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Hunt supporters to defy ‘new’ law

Thousands of hunt supporters have signed a declaration that, if a ban comes into force, they will disobey the law and continue to hunt, risking a criminal conviction.

The declaration, on the website www.huntingdeclaration.org commits those signing it to participate in a hunt on the first day of the season after any ban, in the belief that their arrest and conviction in large numbers would demonstrate the injustice of such a law.

A special password and user name is needed to gain access to the declaration, the organisers of which claim already to have attracted 2,000 signatures, including that of the philosopher, Roger Scruton. So far the website has received more than 20,000 "hits".

A statement on the website says the Government has promised to use the Parliament Act, if necessary, to force a Bill on hunting through the Lords, where a majority are opposed to an outright ban.

It points to an answer, given in the Commons by Alun Michael, the Rural Affairs Minister, in March that use of the Act would apply not only to the Bill on the future of hunting with hounds this autumn, expected to be a compromise, but also to the Bill as amended by MPs, which could impose a complete ban on hunting with dogs.

The declaration states: "It has become increasingly obvious that a substantial number of MPs have demonstrated a cynical determination to ignore all reasoned, fair and objective advice concerning the issue and proposed need for legislation relating to hunting with dogs."
It said it was increasingly unlikely that MPs would legislate with "tolerance and respect".

"Consequently, we declare our intention peacefully to disobey any law to ban hunting. We do this with sadness and recognising that our defiance inevitably threatens our freedoms and livelihoods."

Injustice

"We do not take such action with any expectation of escaping punishment but rather in the hope of persuading those others, such as the judiciary, law enforcement authorities and our fellow citizens of the injustice of such a law. We feel it appropriate to put our personal freedoms at risk in this belief."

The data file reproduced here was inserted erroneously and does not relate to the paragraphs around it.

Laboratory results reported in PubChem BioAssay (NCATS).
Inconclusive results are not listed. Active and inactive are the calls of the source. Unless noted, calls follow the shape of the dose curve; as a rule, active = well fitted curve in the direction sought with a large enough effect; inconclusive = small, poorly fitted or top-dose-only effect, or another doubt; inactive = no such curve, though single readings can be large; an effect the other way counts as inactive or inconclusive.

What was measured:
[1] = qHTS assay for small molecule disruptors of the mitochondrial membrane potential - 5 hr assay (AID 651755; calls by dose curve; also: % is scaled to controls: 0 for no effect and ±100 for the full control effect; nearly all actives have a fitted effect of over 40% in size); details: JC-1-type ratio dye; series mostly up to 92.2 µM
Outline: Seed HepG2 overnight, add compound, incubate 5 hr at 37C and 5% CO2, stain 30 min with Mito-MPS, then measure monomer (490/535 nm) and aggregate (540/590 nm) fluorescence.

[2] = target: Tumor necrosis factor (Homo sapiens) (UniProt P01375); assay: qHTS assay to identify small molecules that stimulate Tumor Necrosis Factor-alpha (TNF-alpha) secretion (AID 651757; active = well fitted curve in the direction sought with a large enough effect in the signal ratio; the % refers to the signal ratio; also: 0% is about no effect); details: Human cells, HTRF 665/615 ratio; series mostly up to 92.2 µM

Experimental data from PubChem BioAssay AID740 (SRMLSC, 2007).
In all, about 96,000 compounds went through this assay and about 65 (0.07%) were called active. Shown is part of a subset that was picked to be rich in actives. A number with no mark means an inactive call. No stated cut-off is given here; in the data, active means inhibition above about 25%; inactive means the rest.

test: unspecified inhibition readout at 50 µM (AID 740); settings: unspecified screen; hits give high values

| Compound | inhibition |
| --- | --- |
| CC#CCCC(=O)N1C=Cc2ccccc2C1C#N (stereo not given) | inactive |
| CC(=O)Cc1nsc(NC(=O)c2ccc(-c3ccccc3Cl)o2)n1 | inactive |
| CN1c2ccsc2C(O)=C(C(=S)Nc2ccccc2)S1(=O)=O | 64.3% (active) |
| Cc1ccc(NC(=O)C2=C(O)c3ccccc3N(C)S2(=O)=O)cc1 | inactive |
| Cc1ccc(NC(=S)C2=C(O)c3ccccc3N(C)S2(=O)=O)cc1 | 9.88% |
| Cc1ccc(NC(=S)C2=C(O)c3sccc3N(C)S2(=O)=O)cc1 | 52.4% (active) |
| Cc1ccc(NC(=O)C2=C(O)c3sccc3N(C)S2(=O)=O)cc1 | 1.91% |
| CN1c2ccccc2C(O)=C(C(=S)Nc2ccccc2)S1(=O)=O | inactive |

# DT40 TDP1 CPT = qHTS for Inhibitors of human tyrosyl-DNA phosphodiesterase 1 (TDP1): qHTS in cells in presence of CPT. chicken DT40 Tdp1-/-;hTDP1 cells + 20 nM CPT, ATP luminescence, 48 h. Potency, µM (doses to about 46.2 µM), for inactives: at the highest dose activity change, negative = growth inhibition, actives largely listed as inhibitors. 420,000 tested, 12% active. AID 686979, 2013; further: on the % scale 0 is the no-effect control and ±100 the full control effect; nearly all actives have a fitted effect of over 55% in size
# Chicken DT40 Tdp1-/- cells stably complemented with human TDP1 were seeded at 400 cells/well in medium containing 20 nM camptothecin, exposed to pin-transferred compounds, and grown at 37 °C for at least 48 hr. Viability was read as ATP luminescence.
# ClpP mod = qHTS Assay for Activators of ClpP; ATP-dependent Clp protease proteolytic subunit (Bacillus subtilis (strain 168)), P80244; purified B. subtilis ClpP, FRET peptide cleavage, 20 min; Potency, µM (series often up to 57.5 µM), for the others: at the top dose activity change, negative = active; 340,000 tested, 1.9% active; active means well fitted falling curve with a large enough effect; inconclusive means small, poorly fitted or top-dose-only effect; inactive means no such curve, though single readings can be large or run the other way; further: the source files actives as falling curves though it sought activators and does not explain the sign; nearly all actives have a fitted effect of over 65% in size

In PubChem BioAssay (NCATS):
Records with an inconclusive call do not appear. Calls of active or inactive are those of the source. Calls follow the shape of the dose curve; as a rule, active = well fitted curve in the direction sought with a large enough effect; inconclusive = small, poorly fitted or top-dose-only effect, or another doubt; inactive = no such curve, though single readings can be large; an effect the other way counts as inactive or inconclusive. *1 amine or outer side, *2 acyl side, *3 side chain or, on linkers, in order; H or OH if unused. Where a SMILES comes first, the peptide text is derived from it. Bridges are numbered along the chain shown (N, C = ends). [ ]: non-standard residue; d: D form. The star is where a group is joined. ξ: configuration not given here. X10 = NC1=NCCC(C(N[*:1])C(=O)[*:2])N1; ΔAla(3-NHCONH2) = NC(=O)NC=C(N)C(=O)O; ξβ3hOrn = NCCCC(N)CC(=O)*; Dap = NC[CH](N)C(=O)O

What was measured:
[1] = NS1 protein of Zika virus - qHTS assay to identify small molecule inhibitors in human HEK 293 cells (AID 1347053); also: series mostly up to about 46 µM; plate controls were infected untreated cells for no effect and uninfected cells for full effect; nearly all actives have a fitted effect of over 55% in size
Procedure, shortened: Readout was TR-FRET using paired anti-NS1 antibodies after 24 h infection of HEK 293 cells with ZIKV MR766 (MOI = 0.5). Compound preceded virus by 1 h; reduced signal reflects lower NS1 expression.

Dr Scruton, who rides to hounds with the Vale of the White Horse and the Beaufort, said yesterday he was one of the signatories.

He said: "I think those who follow hunting have all put our minds to the moral, social and ecological questions people put to us and this has only confirmed to us that hunting is the best way of conducting an elementary problem of countryside management.

"We believed we could persuade people who govern of the reasonableness of our position. It has become increasingly clear our arguments have had no effect whatsoever. They have been met with a barrage of criticism and class hatred.

"The way to bring home our point that their position is oppressive and unjust is civil disobedience, not in hope of escaping punishment but, through your punishment, drawing attention to the oppressiveness of the law.

"The way for lawmakers to respect the law is to recognise that it is an instrument of justice and not mere power."

The declaration goes further than any action countenanced by the Countryside Alliance, which has said it will accept Parliament's verdict on hunting and will not advocate breaking the law.

Details of how to access the website are being passed by word of mouth to hunt supporters, say the organisers.

They are not looking for support from those in the legal profession or other jobs where a criminal record could be a bar to future employment.